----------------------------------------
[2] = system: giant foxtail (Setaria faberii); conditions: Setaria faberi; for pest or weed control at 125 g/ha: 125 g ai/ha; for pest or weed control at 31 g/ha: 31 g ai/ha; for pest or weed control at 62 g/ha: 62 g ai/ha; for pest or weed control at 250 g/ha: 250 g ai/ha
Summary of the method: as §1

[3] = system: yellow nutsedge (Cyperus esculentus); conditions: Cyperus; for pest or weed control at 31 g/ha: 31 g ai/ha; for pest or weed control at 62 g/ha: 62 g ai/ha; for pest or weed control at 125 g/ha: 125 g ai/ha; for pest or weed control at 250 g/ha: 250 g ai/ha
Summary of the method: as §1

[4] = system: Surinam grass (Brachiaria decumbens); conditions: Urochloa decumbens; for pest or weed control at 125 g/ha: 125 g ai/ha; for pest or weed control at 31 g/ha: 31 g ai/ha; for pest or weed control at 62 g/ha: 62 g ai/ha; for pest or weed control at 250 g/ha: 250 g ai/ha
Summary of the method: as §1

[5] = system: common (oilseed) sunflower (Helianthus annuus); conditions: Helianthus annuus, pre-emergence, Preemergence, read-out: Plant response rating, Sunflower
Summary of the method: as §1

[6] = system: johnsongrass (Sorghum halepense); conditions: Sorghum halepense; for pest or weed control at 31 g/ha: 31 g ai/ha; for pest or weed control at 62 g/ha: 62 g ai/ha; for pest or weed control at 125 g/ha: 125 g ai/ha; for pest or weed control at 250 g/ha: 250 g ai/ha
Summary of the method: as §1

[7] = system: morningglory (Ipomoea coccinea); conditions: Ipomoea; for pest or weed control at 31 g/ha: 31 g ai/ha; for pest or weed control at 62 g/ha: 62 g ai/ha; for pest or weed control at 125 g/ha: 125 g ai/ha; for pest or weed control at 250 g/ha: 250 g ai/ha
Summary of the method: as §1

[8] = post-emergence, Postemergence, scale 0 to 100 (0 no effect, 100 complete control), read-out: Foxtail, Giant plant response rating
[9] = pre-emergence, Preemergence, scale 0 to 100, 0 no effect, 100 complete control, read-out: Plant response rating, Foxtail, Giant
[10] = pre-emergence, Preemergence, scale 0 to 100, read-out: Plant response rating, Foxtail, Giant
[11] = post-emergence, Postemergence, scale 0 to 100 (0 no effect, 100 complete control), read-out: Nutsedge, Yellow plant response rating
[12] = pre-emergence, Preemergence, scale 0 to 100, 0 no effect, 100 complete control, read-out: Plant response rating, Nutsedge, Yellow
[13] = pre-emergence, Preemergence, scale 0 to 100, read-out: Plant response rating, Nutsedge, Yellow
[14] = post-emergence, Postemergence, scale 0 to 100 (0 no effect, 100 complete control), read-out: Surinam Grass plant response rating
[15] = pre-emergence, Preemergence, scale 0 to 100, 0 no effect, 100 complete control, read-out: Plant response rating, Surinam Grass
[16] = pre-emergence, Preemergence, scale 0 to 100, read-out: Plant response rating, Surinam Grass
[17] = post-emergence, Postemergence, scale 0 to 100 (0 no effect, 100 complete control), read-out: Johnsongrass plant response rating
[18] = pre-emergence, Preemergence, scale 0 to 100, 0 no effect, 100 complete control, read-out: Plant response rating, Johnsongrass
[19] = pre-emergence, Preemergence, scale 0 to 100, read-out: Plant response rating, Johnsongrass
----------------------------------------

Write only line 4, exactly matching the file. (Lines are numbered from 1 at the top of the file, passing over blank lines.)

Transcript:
Summary of the method: as §1